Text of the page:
Defense communications work continues to fuel opportunities for Harris Corp.
Despite a weak national economy, Harris Corp., No. 13 on Washington Technology’s list of Top 100 prime federal contractors, posted a revenue increase of more than 25 percent in 2008: $5.4 billion, up from $4.3 billion in 2007.
Harris is doing what it does best: assured communications, said Dan Pearson, group president of Harris Government Communications Systems Division. Protecting and expanding the core business are primary, “we also try to look at new areas,” Pearson said. One such new area is health information technology.
In September 2008, Harris launched its Nationwide Health Information Network-Connect, which lets federal and private health care providers securely share patient data. In February, the Social Security Administration began using Connect, and more than a dozen other agencies will join SSA by year’s end.
The company also was selected to develop the Defense Department’s global Healthcare Artifact and Image Management Solution.
“A lot of people do electronic health records picture archiving communications systems (EHR PACS),” Pearson said. “We don’t want to be a commodity there — put us in secure communications, maybe the data protection part, managing the network,” he said.
In February, Harris delivered its proposed ground segment for the National Oceanic and Atmospheric Administration’s Geostationary Operational Environmental Satellite-R Series program.
Under a $600 million, 10-year contract awarded in April for the Army’s Modernization of Enterprise Terminals program, Harris’ next-generation military satellite communications terminals will provide the worldwide backbone for high-priority military communications and missile defense systems.
Harris’ satellite technology also underpins the proposed infrastructure that supports current and future Global Positioning System satellites — a contract that could be worth more than $100 million to the company over 20 years.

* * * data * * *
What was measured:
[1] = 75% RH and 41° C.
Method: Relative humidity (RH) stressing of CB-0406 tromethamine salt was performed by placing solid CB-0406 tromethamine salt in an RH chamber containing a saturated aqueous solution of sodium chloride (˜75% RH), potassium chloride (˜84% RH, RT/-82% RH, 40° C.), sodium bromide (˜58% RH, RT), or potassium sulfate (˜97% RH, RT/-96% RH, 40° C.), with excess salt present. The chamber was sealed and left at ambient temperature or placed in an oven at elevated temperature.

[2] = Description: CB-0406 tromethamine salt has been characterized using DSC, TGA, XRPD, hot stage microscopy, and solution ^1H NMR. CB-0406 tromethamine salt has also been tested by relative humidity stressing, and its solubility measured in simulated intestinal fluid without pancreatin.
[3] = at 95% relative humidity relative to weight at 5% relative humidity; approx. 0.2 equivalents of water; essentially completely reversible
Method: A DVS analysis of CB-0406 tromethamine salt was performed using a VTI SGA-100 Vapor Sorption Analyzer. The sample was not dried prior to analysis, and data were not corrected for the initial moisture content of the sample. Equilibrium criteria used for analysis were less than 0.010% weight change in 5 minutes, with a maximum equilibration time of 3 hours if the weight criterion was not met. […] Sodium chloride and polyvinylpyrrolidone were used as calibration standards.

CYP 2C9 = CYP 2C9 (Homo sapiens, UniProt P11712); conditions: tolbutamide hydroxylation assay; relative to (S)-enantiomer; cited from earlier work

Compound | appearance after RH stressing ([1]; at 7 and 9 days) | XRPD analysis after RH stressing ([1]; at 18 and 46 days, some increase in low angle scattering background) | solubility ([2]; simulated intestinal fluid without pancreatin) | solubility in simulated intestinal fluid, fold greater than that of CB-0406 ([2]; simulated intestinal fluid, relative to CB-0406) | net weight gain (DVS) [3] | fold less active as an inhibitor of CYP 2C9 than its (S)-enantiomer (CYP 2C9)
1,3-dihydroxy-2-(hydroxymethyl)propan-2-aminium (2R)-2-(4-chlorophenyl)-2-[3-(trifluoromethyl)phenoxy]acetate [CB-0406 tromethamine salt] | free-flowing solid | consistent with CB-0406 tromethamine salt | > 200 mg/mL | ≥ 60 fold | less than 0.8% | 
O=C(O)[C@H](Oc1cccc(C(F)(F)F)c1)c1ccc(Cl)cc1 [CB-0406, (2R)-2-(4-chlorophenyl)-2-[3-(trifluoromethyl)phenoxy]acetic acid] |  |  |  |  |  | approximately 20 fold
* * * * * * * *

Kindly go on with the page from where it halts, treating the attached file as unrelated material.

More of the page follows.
In April, Harris won a spot on the General Services Administration’s $50 billion Alliant contract. It’s also designing a new communication system for NASA — for a spacesuit. It even won a pair of technical Emmy awards in January.
However, military and intelligence business keep the company humming.
A $150 million award in April from the Army for Falcon III high-bandwidth tactical radios could help assure revenue for 2009. General Dynamics Corp. won the DOD contract to develop a new Joint Tactical Radio System tactical radio, but Harris’ Falcon III is the only JTRS-approved manpack radio on the market.
“It doesn’t do everything the one [General Dynamics] is developing, but it’s very, very close, and it’s available today,” said Chris Donaghey, a director at investment firm SunTrust Robinson Humphrey.
If the deployed radios get positive reviews, it could trigger a widespread upgrade from the more than 300,000 analog radios in the field today to the digital Falcon III, he said. “Harris doesn’t need to capture all that business, just a few percentage points to make a significant difference,” Donaghey said.
In January, Defense Secretary Robert Gates told the Senate Armed Services Committee that he planned to pursue more “75 percent solutions instead of smaller quantities of 99 percent exquisite systems.”
Harris acquired Tyco Electronics Wireless Systems for $675 million in April to help it grab more of the $9 billion federal land mobile radio market.
The Tyco wireless unit, M/A Com, supplies wireless communications systems to law enforcement, first responders and public service organizations and reported $461 million in revenue in 2008.
“The acquisition will immediately boost Harris’ fledgling government radio business into a solid No. 2 position [behind Motorola Co.] while also providing customer diversification and complementary sales channels,” said Chris Quilty, an analyst at investment firm Raymond James Associates Inc.
“A concern for investors, however, is a new administration is in office, and there’s uncertainty about the timing of the drawdown in Iraq,” Donaghey said. “That’s going to have a [negative] impact on Harris’ tactical radio business. Of course, that’s presuming Afghanistan doesn’t become a more active engagement.”
Two Harris acquisitions in 2007 turned out to have radically different results. The acquisition of Multimax and its 2,000 to 3,000 employees has “let us position ourselves in different areas and streamline our processes,” Pearson said. “It’s been a very, very good acquisition for Harris.”
But just months after acquiring Stratex Networks Inc., a wireless transmission solution provider, a major accounting error was discovered, and shareholder backlash ensued. Last month, Harris decided to spin off its Harris Stratex Networks unit.
Competition in the Washington, D.C., area is especially tough, Pearson said. “But my experience, in my 32-year Harris career, is that people just want to come to work and innovate and do good things for the country and be challenged. If you can do that and treat them with respect, they’ll stay. Historically, we’ve done fairly well keeping people challenged, invigorated and wanting to come to work every day.”
Harris’ employment totals support Pearson’s theory. Harris’ staffing has remained at about 16,000. About 1,500 employees are in two Washington facilities that opened in October.
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